How to Use Edible Flowers in the Kitchen

Edible flower guide with popular edible flowers in the UK and the USA and ideas for how to cook and bake with them in the kitchen.
Author Headshot
Olivia Higgs
May 7
4.5 mins
May 7
4.5 mins

As pretty to look at as they are, flowers haven’t just been used for romantic bouquets. In ancient Egypt, chamomile was considered sacred and was used both for medicinal purposes as well as for beauty, which is why the flowers have been spotted in ancient hieroglyphics. Throughout British history, the elderflower has been popular from elderflower syrups in Tudor times to the more luxurious elderflower champagne in the late-Victorian era. As for the blue borage, legend has it  the flower used to be given to Roman soldiers in wine to give them courage ahead of battle.

When it comes to bringing flowers into the kitchen it’s important to properly research any you forage for before using them to make sure they’re not toxic. Listed below are some of the common edible flowers you can find in the US and UK as well as some ideas of how you can get creative with them. Hopefully this introductory guide will inspire you to create your own floral dishes!

Edible Flower Guide:

  • Bee balm - the tubular flower comes in shades of pink, red, purple and white, has a minty taste and a citrusy aroma. This flower can be used in teas, preserves, or for infusing an apple cider vinegar for using on salads.
  • Borage - these blue flowers have a mild flavour often compared to cucumber or honey. Combine the flowers with lemon in a preserve, add to shortbread or use egg white and sugar to candy them for topping cakes. Their light flavour also complements cucumber in a springtime salad and their vibrant blue makes them striking when added to ice cubes.
  • Chamomile - the daisy-like white flowers have a mild, apple flavour. Beyond your classic camomile tea, there are plenty of creative uses for chamomile in the kitchen. Its light taste pairs well with ice cream, panna cotta, or aromatic milk-infusions as well as alongside vanilla or honey in sponge cakes. Being a dainty flower it can also be used for visual effect - added to lollipops and candies.
  • Dandelions - fry them up to make fritters, steep the flowers in tea or the flowers can be used for garnishing, used either whole or you can pluck the individual petals for sprinkling. These bright yellow flowers match well with flavours of lemon and honey.
  • Elderflowers - a delicate floral flavour, elderflower can be added to prosecco or cocktails, steeped in sugar syrup to make a cordial, fermented to make a wild soda, added to cakes alongside spring-summer fruits like lemon, raspberry and strawberries or you can fry whole elderflower heads in a sweetened batter for a tasty fritter.

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  • Honeysuckle - recognisable for its curved flowers with yellow and pink hues. The flowers have a sweet honey-like flavour which makes it well suited for sweet iced tea, flavouring sorbet, adding as an ingredient in citrus cocktails or for creating a syrup for flavouring water.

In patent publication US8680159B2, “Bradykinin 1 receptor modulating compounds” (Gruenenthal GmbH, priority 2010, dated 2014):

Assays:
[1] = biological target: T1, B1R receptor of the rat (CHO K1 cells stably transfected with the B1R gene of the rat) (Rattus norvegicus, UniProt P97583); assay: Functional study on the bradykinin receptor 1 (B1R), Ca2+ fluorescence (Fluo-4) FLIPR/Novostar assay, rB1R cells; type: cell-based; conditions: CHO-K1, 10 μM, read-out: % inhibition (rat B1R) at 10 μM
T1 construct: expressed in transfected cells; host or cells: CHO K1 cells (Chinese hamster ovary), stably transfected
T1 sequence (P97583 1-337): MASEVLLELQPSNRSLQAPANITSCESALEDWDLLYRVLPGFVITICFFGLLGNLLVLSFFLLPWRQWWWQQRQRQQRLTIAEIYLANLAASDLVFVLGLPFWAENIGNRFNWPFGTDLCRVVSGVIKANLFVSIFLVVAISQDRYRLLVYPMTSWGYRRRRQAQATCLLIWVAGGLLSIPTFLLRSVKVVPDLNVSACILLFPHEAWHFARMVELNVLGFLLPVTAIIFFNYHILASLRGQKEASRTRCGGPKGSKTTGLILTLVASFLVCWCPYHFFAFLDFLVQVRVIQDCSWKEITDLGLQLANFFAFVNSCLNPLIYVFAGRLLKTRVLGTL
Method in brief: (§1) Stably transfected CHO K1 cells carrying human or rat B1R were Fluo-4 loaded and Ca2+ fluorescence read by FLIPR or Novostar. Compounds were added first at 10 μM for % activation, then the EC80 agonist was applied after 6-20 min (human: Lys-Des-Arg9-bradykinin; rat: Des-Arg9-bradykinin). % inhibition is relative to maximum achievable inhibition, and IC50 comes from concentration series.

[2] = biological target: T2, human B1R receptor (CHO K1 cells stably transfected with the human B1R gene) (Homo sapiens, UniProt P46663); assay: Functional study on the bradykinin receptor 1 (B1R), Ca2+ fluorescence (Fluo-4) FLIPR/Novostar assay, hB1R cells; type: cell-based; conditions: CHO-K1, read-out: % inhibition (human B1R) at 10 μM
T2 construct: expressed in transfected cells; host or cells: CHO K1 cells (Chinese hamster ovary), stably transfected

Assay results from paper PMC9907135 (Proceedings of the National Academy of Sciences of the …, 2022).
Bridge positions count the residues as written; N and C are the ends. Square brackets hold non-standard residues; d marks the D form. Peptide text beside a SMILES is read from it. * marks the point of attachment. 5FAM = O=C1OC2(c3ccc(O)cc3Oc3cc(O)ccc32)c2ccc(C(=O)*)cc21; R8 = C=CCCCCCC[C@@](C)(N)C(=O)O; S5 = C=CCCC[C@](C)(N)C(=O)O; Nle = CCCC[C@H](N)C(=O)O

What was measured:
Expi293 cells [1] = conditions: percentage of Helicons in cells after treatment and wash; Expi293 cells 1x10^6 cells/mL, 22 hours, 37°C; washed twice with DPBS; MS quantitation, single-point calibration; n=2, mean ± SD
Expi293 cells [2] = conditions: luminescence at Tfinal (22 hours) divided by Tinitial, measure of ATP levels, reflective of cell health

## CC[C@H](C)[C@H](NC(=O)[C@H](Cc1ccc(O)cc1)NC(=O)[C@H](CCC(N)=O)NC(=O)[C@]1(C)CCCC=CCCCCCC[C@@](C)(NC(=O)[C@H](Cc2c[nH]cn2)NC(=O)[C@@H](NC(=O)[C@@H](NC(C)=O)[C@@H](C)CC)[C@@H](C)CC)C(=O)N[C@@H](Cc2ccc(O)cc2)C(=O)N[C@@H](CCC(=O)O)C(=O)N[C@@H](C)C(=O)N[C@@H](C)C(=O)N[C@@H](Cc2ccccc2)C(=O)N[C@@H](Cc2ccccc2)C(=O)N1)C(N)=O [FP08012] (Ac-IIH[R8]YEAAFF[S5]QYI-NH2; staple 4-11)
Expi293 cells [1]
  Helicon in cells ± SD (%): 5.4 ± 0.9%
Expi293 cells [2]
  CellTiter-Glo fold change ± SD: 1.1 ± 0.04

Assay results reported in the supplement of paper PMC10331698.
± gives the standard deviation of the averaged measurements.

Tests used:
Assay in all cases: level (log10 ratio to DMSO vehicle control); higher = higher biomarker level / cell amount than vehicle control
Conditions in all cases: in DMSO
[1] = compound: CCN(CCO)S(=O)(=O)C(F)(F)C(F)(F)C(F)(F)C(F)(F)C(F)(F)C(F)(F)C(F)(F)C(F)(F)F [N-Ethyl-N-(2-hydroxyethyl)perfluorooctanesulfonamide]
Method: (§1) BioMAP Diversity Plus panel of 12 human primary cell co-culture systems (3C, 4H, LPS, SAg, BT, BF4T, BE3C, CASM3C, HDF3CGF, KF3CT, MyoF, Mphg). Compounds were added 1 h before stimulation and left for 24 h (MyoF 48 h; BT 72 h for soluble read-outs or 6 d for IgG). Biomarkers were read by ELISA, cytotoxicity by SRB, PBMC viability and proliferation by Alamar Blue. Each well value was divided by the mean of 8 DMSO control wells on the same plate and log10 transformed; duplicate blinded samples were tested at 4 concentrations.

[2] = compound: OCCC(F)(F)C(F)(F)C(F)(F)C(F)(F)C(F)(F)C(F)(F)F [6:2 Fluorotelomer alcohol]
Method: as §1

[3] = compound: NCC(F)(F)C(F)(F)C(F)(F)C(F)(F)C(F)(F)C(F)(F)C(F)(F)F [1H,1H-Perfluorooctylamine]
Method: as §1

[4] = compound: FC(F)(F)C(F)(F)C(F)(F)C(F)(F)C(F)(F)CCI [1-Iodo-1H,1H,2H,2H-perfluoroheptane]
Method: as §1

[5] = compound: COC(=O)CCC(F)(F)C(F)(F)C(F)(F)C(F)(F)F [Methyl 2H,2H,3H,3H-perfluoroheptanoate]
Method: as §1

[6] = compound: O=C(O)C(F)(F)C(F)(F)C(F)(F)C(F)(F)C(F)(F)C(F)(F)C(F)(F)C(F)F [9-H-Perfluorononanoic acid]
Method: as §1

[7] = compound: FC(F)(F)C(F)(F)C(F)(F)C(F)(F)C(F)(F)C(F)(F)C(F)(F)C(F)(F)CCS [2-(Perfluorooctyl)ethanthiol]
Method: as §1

• Lavender - this purple flower, has a strong floral flavour which goes hand-in-hand with gin and alongside lemon in tarts, cakes and shortbread (the floral tones of Earl Grey tea are why you’ll often see lavender with it in bakes). It also adds a real lightness to dairy so you can have some fun experimenting with lavender in ice cream, cupcake frosting and rich chocolate cakes.
  • Nasturtiums - bright flowers with a peppery flavour, similar in taste to arugula/rocket which makes them a great addition to salads.
  • Pansies - tend to have a grassy-tangy flavour but tend to be used more for their colourful appearance than their flavour. Perfect for decorating cakes or topping a glass of lemonade in the springtime.
  • Primrose - the primrose flower has a spicy taste with a slight anise aroma. It can be mixed in with herbs to make a stuffing for poultry or it can be used in desserts. It’s a flavour which also pairs nicely with lemon in curd or cakes.
  • Rose - a soft, silky flavour often used in middle eastern desserts like malabi, but rosebuds are also delicious in drinks, jello and preserves.
  • Rosemary flowers - these pink and blue flowers on this popular herb are small and dainty. They have the flavour of the more popular leaves and slightly sweet after taste - use to infuse oils, can crystallise them with sugar for using on cakes.
  • Violets - the flavour is best described as bittersweet but has a musky scent. Great for adding to ice cream, cupcakes or for making into a cordial or use the flower whole for topping cocktails. For a bit of old-fashioned charm, if you try your hand at making your own hard candy or boiled sweets violent adds a nice perfumed flavour to balance the sweetness.
  • Wild fennel - it has a liquorice/anise flavour. Try adding to pasta with sausage or as part of summery baked salmon dish with plenty of fresh lemon.
  • White clover - these white flowers have a faint vanilla flavour. They can be dried and blitzed into a flour substitute, creating spongey cookies and bakes.
  • Zucchini/courgette flowers (squash blossoms) - they have a mild flavour, similar to cucumber and are great for stuffing with ricotta and herbs before battering and frying for a crispy snack or they can be added to pasta or as a thickener for fresh, spring soups.
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